Post-transcriptional regulatory mechanisms are emerging as major contributors to the biological functions essential to quiescence biology. Directly determining the stability of mRNA transcripts has multiple advantages over steady-state determinations of gene expression for understanding contributions of post-transcriptional control to gene regulation. One advantage is that RNA stability measurements increase the ability to identify clusters of genes that are controlled by a common post-transcriptional regulator [13, 14]. In a lymphocyte model of quiescence, it was shown that around 50% of the gene expression changes observed upon activation to proliferation were controlled at the level of RNA stability [15, 16]. Additionally, microRNAs, which can act as posttranscriptional negative regulators of gene expression, have been shown to have effects on transcript stability [17]. Thus, clustering transcripts by changes in stability can give greater resolution to the identification of miRNAs important for stability-based changes in gene expression rather than using steady state gene expression measurements for these inferences. Coupling stability measurements with steady-state gene expression measurements gives more information on how the steady state was reached and how future perturbations may affect the potential to reach a new steady state. This information is lost when solely analyzing gene expression data [18].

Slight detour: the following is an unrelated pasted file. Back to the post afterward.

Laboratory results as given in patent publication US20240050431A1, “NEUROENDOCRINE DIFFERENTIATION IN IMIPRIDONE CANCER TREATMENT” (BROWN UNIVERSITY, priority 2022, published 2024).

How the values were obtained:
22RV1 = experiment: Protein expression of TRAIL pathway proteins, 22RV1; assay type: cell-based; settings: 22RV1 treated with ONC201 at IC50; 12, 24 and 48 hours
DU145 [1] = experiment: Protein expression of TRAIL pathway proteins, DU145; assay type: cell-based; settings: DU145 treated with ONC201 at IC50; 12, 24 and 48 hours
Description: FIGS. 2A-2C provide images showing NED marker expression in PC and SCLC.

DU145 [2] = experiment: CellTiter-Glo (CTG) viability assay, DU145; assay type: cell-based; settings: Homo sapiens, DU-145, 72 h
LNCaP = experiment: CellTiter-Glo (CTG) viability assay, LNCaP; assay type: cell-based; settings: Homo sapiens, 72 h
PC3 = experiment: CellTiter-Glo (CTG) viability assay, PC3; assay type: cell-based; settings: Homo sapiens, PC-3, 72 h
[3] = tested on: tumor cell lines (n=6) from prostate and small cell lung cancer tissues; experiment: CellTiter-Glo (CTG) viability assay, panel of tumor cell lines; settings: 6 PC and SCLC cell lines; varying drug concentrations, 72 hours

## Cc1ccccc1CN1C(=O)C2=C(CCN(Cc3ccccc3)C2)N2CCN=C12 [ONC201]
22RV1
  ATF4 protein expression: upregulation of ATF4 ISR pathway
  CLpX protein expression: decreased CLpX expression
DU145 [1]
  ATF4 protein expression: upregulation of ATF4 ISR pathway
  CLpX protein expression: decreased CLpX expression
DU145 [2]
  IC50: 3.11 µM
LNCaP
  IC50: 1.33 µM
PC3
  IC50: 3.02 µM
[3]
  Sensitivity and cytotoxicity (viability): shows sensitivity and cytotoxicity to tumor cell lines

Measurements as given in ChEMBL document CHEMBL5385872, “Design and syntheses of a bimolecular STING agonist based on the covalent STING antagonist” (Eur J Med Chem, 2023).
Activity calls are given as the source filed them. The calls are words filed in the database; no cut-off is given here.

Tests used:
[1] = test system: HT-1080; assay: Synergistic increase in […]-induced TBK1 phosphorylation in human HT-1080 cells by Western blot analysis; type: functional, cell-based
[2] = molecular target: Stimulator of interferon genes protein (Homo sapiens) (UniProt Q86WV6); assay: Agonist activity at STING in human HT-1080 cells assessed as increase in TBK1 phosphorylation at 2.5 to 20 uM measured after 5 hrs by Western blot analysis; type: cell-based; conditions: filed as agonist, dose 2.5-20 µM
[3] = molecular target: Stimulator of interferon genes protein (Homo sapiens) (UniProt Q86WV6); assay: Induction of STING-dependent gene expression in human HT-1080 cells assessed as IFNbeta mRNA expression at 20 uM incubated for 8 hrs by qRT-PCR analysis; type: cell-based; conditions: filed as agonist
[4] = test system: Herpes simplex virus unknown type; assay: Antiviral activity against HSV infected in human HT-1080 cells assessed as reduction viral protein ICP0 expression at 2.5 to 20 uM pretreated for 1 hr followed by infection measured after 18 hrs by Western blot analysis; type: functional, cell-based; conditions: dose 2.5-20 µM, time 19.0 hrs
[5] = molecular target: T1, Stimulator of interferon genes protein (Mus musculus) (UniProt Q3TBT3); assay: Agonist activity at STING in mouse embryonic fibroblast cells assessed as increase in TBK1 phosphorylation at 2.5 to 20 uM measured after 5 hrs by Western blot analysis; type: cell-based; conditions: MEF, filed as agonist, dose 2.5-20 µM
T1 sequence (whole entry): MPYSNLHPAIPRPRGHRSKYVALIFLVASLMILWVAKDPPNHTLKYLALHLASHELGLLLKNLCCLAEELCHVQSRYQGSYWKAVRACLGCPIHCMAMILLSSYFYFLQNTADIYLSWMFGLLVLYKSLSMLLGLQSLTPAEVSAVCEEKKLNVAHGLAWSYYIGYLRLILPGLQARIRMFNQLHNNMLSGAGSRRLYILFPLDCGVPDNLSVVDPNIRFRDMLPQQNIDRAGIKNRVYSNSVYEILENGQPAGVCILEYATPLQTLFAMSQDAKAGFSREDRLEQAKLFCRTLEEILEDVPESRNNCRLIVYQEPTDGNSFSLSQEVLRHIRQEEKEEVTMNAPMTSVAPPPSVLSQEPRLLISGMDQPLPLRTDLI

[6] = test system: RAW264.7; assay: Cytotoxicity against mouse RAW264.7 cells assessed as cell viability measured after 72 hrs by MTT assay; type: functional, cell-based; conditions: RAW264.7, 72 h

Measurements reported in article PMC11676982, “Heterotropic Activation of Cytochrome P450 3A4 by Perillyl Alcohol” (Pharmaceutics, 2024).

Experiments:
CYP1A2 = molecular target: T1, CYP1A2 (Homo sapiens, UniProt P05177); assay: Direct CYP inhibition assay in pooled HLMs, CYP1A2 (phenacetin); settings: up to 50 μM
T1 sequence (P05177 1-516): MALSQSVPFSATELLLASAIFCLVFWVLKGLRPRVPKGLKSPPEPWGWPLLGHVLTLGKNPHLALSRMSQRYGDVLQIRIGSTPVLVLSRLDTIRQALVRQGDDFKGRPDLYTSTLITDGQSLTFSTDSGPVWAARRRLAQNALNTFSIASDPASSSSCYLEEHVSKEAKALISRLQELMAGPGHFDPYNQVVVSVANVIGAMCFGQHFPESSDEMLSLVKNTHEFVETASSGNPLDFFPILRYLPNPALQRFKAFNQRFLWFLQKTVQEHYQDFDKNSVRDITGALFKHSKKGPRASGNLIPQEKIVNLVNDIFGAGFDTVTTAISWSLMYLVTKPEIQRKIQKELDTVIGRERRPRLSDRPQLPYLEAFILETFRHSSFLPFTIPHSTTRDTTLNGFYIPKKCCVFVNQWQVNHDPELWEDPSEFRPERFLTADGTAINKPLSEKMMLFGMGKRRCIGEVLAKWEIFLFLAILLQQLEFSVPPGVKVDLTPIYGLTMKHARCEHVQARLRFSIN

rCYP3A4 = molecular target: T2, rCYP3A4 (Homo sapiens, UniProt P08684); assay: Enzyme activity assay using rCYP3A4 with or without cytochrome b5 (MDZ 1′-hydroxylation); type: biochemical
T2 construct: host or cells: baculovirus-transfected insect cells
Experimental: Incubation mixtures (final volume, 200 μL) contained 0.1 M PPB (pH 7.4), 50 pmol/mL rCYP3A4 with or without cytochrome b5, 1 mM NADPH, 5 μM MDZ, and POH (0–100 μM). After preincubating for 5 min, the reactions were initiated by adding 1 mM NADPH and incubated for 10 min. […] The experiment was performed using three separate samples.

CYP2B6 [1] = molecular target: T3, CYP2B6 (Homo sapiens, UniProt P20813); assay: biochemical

In this study, we characterized changes in mRNA stability between proliferating and quiescent fibroblasts using genome-wide measurements of mRNA stability. Analysis of these measurements revealed stability-regulated gene clusters with shared biological functions. Concurrent measurements of steady-state gene expression allowed more insight into how up and down regulated gene clusters were affected by changes in RNA stability. Notably, a stability-regulated cluster was defined by targets of the quiescence-associated miRNA, miR-29, giving further insight into its mechanism of action.

Results

Genome-wide changes in RNA stability with quiescence induction

To understand the global role of post-transcriptional control in the regulation of the quiescent transcriptome, we used microarrays to determine half-lives of over 10,000 transcripts in human foreskin fibroblasts. Transcription was inhibited in either proliferating (P) cells or cells made quiescent by 7 days of contact inhibition of growth (CI7). Samples were collected over an 8 h time period and analyzed by microarray. Decay constants were calculated by fitting the log decrease in transcript abundance to a linear model and genes with a poor fit to the linear model were filtered from further analysis (see Methods). Correlations of decay constants with publically available data sets were in good concordance with previous calculations in other cell culture models (Additional file 1).

To identify differentially post-transcriptionally regulated genes between P and CI7 fibroblasts, we focused on the 485 genes that had significant changes in transcript stability between the two states (Fig. 1a). Genes were identified as having significantly different decay rates if time course fluorescence intensities had a significantly different slope, according to an ANOVA F-test, comparing P and CI7 conditions (FDR < 0.05, see Methods).
Fig. 1